Trustmark National Bank ("Trustmark" or the "Company"), a wholly-owned subsidiary of Trustmark Corporation (NASDAQGS:TRMK), today announced it has entered into settlements with the U.S. Department of Justice ("DOJ"), the Office of the Comptroller of the Currency ("OCC") and the Consumer Financial Protection Bureau ("CFPB") to resolve allegations that it previously violated the Fair Housing Act, the Equal Credit Opportunity Act and the Consumer Financial Protection Act within the Memphis metropolitan statistical area ("Memphis MSA").
"We believe Trustmark's commitment to fair lending and continuing efforts to provide equal access to affordable mortgage products in the Memphis area and communities across our footprint are reflected in our diverse-market lending strategies," said Duane A. Dewey, Trustmark President and CEO. "We fully cooperated with the agencies and have entered into these settlements to avoid the distraction of protracted litigation and because we share the common goals of breaking down barriers to home financing and exploring innovative ways to help residents of underserved areas achieve the dream of homeownership. We look forward to making continued progress on the lending initiatives and operational enhancements we began implementing six years ago."
Mr. Dewey continued, "Trustmark has always viewed customer relationships and community engagement as keys to long-term success. As a service-oriented and values-guided organization, we're committed to serving the entirety of our communities and have continually worked to expand access to credit and banking services through the full range of consumer and small business credit products that we offer."
The alleged conduct occurred during the period 2014 to 2016, according to the OCC, and a somewhat longer period for the other two agencies. For many years, Trustmark has been evaluating its performance in majority-minority census tracts ("MMCTs"), including in the Memphis MSA, and proactively developing and implementing enterprise-wide initiatives designed to serve these communities:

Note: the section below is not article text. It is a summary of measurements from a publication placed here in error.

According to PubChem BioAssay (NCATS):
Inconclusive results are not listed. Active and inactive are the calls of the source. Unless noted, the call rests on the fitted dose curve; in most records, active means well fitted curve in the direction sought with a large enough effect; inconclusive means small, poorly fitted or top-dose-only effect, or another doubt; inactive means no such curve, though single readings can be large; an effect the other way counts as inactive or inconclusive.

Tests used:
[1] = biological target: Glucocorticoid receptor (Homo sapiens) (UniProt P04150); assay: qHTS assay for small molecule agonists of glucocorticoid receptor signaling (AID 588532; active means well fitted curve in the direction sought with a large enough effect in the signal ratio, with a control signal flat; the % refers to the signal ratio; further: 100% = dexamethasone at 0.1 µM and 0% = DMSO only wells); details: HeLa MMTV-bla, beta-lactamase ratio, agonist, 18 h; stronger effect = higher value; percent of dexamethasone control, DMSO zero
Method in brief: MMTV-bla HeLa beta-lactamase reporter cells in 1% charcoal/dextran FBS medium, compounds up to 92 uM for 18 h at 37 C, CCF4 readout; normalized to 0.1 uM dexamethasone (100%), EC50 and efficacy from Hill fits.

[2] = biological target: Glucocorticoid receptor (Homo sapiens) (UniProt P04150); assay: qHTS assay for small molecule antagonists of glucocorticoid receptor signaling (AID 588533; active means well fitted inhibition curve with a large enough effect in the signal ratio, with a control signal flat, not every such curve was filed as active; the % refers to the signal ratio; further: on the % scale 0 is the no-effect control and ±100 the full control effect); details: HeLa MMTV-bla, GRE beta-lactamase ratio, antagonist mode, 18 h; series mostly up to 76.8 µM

Mr. Dewey continued, "Trustmark has built a solid reputation throughout the Southeast United States as a reliable and trustworthy banking partner, and we embrace continuous change to better serve our customers and communities."
Under the DOJ/CFPB Consent Order, Trustmark will pay a civil money penalty totaling $5 million, of which $4 million will satisfy the OCC's civil money penalty order and the remaining $1 million will be paid to the CFPB. The DOJ/CFPB Consent Order also provides that Trustmark will invest a total of $3.85 million over five years in a loan subsidy fund to increase mortgage lending opportunities to Memphis residents in majority Black and Hispanic census tracts ("MBHCTs") and will devote a total of $200,000 annually over five years to advertising, community outreach and credit and financial education services. In addition, over the next five years, Trustmark will invest $400,000 in its community development partnerships to support services related to credit, financial education, homeownership, and foreclosure prevention that benefit residents of MBHCTs in the Memphis market. The Company will also open a loan production office to serve the mortgage lending needs of residents in a MBHCT in the Memphis MSA.
The proposed DOJ/CFPB Consent Order must be approved by the U.S. District Court for the Western District of Tennessee.
Trustmark Corporation is a financial services company providing banking and financial solutions through 180 offices in Alabama, Florida, Mississippi, Tennessee and Texas. Visit trustmark.com for additional information.